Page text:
Which Countries Signed The Kyoto Agreement

UN Secretary-General Ban Ki Moon called on world leaders to agree on an agreement to curb global warming at the 69th session of the UN General Assembly on 23 September 2014 in New York. The next climate summit was held in Paris in 2015, the date of the Paris Agreement, which succeeded the Kyoto Protocol. In 2011, Canada, Japan and Russia said they would not meet other Kyoto targets. [106] The Canadian government announced on December 12, 2011, effective December 15, 2012, its possible withdrawal from the Kyoto Protocol, effective December 15, 2012[107] Canada has committed to reducing its greenhouse gas emissions to 6% below 1990 levels by 2012, but in 2009 emissions were 17% to 190 higher. The Harper government has prioritized oil sands development in Alberta and de-introduced the reduction of greenhouse gas emissions. Environment Minister Peter Kent called Canada`s responsibility for “enormous financial sanctions” under the treaty unless he withdrew. [106] [108] He also suggested that the recently signed Durban Agreement could provide another way forward. [109] The Harper government has said it will find a “Made in Canada” solution. Canada`s decision was generally not well received by representatives of other ratification countries. [109] Since June 2013, there have been 192 parties to the Kyoto Protocol to the United Nations Framework Convention on Climate Change, which aims to combat global warming. This total includes 191 states (189 UN member states as well as the Cook and Niue Islands) and a supranational Union (the European Union). [1] [2] Canada waived the protocol effective December 15, 2012 and ceased to be a member from that date. At COP13 in Bali, 36 developed countries in the contact group (plus the EU as a contracting party to the European Union) agreed to increase their emissions by 10% for Iceland; However, EU Member States each have individual commitments[89] for much larger increases (up to 27%) are allowed for some of the least developed EU countries (see Kyoto Protocol – Increased greenhouse gas emissions since 1990).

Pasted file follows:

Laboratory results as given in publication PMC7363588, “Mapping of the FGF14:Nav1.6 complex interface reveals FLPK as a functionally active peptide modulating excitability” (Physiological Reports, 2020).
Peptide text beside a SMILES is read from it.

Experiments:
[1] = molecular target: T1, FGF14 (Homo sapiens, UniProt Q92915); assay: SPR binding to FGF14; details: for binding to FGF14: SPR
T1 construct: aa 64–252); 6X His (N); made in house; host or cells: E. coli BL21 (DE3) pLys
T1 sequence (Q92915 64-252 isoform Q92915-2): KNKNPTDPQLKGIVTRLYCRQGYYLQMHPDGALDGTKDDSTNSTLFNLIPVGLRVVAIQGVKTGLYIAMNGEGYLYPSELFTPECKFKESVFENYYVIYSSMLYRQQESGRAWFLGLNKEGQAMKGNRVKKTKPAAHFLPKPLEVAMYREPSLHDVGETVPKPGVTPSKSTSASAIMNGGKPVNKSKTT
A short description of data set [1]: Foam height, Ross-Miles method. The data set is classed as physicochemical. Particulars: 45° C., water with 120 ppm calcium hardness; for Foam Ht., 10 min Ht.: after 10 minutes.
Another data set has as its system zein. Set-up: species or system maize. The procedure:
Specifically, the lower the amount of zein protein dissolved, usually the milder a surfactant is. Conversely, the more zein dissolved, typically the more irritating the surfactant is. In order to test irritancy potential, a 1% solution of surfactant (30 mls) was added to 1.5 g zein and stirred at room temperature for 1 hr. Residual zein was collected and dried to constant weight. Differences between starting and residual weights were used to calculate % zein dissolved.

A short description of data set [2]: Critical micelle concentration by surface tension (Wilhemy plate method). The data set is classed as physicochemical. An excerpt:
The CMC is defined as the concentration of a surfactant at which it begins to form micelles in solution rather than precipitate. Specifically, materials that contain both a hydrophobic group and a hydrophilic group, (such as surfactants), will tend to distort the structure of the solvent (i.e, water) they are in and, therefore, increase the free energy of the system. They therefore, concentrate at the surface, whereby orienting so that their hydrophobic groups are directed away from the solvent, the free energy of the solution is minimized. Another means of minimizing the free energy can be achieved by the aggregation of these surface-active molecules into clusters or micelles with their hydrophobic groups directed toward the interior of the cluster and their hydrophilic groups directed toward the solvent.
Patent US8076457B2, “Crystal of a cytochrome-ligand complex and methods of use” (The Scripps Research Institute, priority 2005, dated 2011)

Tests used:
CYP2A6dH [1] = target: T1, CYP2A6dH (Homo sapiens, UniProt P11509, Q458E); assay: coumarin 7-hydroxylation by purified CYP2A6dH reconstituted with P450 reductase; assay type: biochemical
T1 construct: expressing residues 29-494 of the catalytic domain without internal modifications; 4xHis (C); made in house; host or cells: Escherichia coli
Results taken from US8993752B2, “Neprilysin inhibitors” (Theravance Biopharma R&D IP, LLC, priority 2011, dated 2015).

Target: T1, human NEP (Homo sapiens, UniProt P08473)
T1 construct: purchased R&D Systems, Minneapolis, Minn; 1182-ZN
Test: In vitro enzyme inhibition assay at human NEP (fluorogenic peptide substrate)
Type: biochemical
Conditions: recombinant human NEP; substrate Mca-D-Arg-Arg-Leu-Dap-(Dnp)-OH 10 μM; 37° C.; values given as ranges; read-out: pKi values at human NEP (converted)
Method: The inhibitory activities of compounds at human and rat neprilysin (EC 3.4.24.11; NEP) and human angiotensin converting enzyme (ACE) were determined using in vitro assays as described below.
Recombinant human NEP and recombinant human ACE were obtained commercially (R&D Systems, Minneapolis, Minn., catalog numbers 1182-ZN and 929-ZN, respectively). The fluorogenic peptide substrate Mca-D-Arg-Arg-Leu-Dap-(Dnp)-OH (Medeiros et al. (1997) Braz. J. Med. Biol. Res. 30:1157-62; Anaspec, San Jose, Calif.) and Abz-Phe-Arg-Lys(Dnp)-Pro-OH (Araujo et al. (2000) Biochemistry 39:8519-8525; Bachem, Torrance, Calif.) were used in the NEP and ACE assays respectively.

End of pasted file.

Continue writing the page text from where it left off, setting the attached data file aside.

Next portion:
[90] The reduction restrictions expired in 2013. The protocol has a monitoring, verification and verification system in place, as well as a compliance system, to ensure transparency and hold the parties to account. Emissions from all countries had to be monitored and operations had to be accurately recorded by recording systems. After a series of lectures entangled in differences of opinion, the delegates of COP21, held in Paris in 2015, signed a comprehensive but non-binding agreement to limit the rise in global average temperature to a maximum of 2 degrees Celsius (3.6 degrees Fahrenheit) above pre-industrial levels, while maintaining this increase to 1.5 degrees Celsius (2.7 degrees Fahrenheit) above pre-industrial levels. The pioneering agreement, signed by the 196 signatories of the UNFCCC, effectively replaced the Kyoto Protocol.

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